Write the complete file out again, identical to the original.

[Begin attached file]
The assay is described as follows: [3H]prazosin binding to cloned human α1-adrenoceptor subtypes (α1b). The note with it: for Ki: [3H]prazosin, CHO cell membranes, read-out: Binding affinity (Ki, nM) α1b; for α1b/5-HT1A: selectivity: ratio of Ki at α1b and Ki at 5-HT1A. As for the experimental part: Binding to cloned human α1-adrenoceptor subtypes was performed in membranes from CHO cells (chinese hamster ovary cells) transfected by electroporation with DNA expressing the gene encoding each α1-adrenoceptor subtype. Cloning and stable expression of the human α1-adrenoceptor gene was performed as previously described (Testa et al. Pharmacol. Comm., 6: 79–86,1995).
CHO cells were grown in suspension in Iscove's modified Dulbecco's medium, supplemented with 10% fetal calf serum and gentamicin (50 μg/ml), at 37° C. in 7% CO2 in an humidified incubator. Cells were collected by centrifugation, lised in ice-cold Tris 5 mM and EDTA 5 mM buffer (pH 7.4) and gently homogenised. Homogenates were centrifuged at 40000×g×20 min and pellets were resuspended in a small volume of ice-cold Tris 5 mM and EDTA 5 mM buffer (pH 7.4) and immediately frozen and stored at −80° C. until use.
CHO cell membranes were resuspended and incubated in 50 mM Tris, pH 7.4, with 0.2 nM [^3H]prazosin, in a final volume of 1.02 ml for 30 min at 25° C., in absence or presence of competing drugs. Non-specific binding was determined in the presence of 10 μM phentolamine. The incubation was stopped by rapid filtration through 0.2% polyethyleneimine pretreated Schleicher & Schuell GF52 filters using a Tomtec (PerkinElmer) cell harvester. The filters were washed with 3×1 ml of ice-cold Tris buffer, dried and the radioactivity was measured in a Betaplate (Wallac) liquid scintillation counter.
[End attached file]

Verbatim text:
The assay is described as follows: [3H]prazosin binding to cloned human α1-adrenoceptor subtypes (α1b). The note with it: for Ki: [3H]prazosin, CHO cell membranes, read-out: Binding affinity (Ki, nM) α1b; for α1b/5-HT1A: selectivity: ratio of Ki at α1b and Ki at 5-HT1A. As for the experimental part: Binding to cloned human α1-adrenoceptor subtypes was performed in membranes from CHO cells (chinese hamster ovary cells) transfected by electroporation with DNA expressing the gene encoding each α1-adrenoceptor subtype. Cloning and stable expression of the human α1-adrenoceptor gene was performed as previously described (Testa et al. Pharmacol. Comm., 6: 79–86,1995).
CHO cells were grown in suspension in Iscove's modified Dulbecco's medium, supplemented with 10% fetal calf serum and gentamicin (50 μg/ml), at 37° C. in 7% CO2 in an humidified incubator. Cells were collected by centrifugation, lised in ice-cold Tris 5 mM and EDTA 5 mM buffer (pH 7.4) and gently homogenised. Homogenates were centrifuged at 40000×g×20 min and pellets were resuspended in a small volume of ice-cold Tris 5 mM and EDTA 5 mM buffer (pH 7.4) and immediately frozen and stored at −80° C. until use.
CHO cell membranes were resuspended and incubated in 50 mM Tris, pH 7.4, with 0.2 nM [^3H]prazosin, in a final volume of 1.02 ml for 30 min at 25° C., in absence or presence of competing drugs. Non-specific binding was determined in the presence of 10 μM phentolamine. The incubation was stopped by rapid filtration through 0.2% polyethyleneimine pretreated Schleicher & Schuell GF52 filters using a Tomtec (PerkinElmer) cell harvester. The filters were washed with 3×1 ml of ice-cold Tris buffer, dried and the radioactivity was measured in a Betaplate (Wallac) liquid scintillation counter.